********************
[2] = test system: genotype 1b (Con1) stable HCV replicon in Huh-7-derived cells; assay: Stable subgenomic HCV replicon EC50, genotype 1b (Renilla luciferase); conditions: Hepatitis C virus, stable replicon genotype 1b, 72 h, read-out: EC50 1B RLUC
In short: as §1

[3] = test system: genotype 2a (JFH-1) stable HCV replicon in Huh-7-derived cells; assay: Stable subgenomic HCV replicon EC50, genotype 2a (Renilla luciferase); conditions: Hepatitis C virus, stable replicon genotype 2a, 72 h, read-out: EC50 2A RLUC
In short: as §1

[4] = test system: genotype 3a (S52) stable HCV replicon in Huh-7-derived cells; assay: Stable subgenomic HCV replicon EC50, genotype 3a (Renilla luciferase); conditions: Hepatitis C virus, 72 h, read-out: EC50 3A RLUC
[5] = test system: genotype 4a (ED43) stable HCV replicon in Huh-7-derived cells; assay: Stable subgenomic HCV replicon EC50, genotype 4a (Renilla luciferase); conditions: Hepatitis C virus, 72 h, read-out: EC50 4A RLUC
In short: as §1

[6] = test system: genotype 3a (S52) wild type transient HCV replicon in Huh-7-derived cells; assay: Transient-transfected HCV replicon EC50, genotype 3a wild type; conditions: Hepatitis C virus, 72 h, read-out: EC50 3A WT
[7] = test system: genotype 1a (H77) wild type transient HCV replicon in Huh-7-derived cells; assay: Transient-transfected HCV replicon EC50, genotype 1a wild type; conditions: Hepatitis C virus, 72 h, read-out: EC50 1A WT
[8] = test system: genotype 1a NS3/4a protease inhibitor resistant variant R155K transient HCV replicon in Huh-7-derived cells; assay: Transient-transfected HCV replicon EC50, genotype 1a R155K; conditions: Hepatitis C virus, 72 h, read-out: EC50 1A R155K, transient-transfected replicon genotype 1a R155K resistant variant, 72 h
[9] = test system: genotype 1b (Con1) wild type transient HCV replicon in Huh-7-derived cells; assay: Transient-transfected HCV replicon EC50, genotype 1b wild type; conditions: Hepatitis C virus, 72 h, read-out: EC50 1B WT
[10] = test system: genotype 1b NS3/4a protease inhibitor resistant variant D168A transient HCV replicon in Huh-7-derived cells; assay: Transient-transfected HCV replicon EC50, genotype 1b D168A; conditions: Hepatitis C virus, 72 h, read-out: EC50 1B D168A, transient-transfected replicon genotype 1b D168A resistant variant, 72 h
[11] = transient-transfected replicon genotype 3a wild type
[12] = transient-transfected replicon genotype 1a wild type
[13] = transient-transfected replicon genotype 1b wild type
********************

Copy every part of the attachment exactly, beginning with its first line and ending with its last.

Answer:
[2] = test system: genotype 1b (Con1) stable HCV replicon in Huh-7-derived cells; assay: Stable subgenomic HCV replicon EC50, genotype 1b (Renilla luciferase); conditions: Hepatitis C virus, stable replicon genotype 1b, 72 h, read-out: EC50 1B RLUC
In short: as §1

[3] = test system: genotype 2a (JFH-1) stable HCV replicon in Huh-7-derived cells; assay: Stable subgenomic HCV replicon EC50, genotype 2a (Renilla luciferase); conditions: Hepatitis C virus, stable replicon genotype 2a, 72 h, read-out: EC50 2A RLUC
In short: as §1

[4] = test system: genotype 3a (S52) stable HCV replicon in Huh-7-derived cells; assay: Stable subgenomic HCV replicon EC50, genotype 3a (Renilla luciferase); conditions: Hepatitis C virus, 72 h, read-out: EC50 3A RLUC
[5] = test system: genotype 4a (ED43) stable HCV replicon in Huh-7-derived cells; assay: Stable subgenomic HCV replicon EC50, genotype 4a (Renilla luciferase); conditions: Hepatitis C virus, 72 h, read-out: EC50 4A RLUC
In short: as §1

[6] = test system: genotype 3a (S52) wild type transient HCV replicon in Huh-7-derived cells; assay: Transient-transfected HCV replicon EC50, genotype 3a wild type; conditions: Hepatitis C virus, 72 h, read-out: EC50 3A WT
[7] = test system: genotype 1a (H77) wild type transient HCV replicon in Huh-7-derived cells; assay: Transient-transfected HCV replicon EC50, genotype 1a wild type; conditions: Hepatitis C virus, 72 h, read-out: EC50 1A WT
[8] = test system: genotype 1a NS3/4a protease inhibitor resistant variant R155K transient HCV replicon in Huh-7-derived cells; assay: Transient-transfected HCV replicon EC50, genotype 1a R155K; conditions: Hepatitis C virus, 72 h, read-out: EC50 1A R155K, transient-transfected replicon genotype 1a R155K resistant variant, 72 h
[9] = test system: genotype 1b (Con1) wild type transient HCV replicon in Huh-7-derived cells; assay: Transient-transfected HCV replicon EC50, genotype 1b wild type; conditions: Hepatitis C virus, 72 h, read-out: EC50 1B WT
[10] = test system: genotype 1b NS3/4a protease inhibitor resistant variant D168A transient HCV replicon in Huh-7-derived cells; assay: Transient-transfected HCV replicon EC50, genotype 1b D168A; conditions: Hepatitis C virus, 72 h, read-out: EC50 1B D168A, transient-transfected replicon genotype 1b D168A resistant variant, 72 h
[11] = transient-transfected replicon genotype 3a wild type
[12] = transient-transfected replicon genotype 1a wild type
[13] = transient-transfected replicon genotype 1b wild type